Hold your balloons close, you party animals, because releasing them into the air may soon become an offense punishable by... a hypothetical penalty, the exact details of which are presently unclear. But surely you don't want to find out!

New York Senator Alessandra Biaggi has proposed that the state ban the purposeful release of even a single mylar balloon ("any balloon constructed of electrically conductive material") filled with helium or similarly buoyant gas, or 25 helium-filled latex balloons within the span of 24 hours. The measure would not apply to hot air balloons, or weather balloons, or any other government balloons for that matter, just the ones you might drunkenly send into the stratosphere at the end of a wedding. That kind of thing.

It's a similar concept to the partial ban floated in East Hampton earlier this year, only Biaggi's bill doesn't point to anything like fines or public shaming or jail time for future offenders. Rep. Steve Englebright, chairman of the Assembly Environmental Conservation Committee and author of the Assembly's companion legislation, told the NY Post that lawmakers left out the punishments in an effort "to use a gentle approach … at the outset." Ominous!

Why this sudden war on balloons, you might be asking yourself. Unfortunately, balloon skins become regular old litter when they lose their wind, piling up in landfills and choking the animals who accidentally ingest them. Mylar balloons can also create chaos if they blow into power lines (that whole "electrically conductive material" thing), and then, there's the global helium shortage to contend with. Helium can be found in outer space, or belched up by radioactive elements decaying and interacting deep underground. The latter process produces our Earthly helium supply, only there just aren't enough sites for this helium-sourcing process to satisfy demand. According to the NY Times, this deficit shouldn't be blamed on party balloons but on a number of other factors having to do with the difficulty of collecting and storing helium, and to be clear, Biaggi's legislation appears environmentally motivated.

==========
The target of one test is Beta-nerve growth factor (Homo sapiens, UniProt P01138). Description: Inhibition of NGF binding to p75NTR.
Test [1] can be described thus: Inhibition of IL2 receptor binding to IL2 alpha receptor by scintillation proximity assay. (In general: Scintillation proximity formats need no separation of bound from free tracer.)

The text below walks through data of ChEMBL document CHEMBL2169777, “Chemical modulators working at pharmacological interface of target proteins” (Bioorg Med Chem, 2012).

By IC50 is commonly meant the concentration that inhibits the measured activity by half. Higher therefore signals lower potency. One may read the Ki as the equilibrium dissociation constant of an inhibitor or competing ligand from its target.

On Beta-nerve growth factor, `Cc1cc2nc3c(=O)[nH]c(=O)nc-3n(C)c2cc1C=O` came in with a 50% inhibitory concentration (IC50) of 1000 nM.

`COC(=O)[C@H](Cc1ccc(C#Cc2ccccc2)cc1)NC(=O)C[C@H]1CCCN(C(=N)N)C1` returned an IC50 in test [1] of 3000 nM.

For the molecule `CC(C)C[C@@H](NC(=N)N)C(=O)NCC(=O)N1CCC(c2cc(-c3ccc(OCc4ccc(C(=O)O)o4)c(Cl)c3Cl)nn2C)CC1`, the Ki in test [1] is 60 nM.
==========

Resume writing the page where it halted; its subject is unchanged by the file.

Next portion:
The obligation to murder all your balloons rather than sending them skyward may dampen your spirits, but just remember: Balloons can be a public menace. Remember the great and catastrophic Balloonfest of 1986? Wherein 1.5 million helium balloons were unleashed on Cleveland in a single go, with calamitous results? The balloon cloud engulfed the local airport, making flight traffic a waking nightmare; it caused crashes on the roadways and terrified area horses. People actually died, so while balloons seem like they should be all fun and games, they can also be dangerous. See for yourself, balloon mania: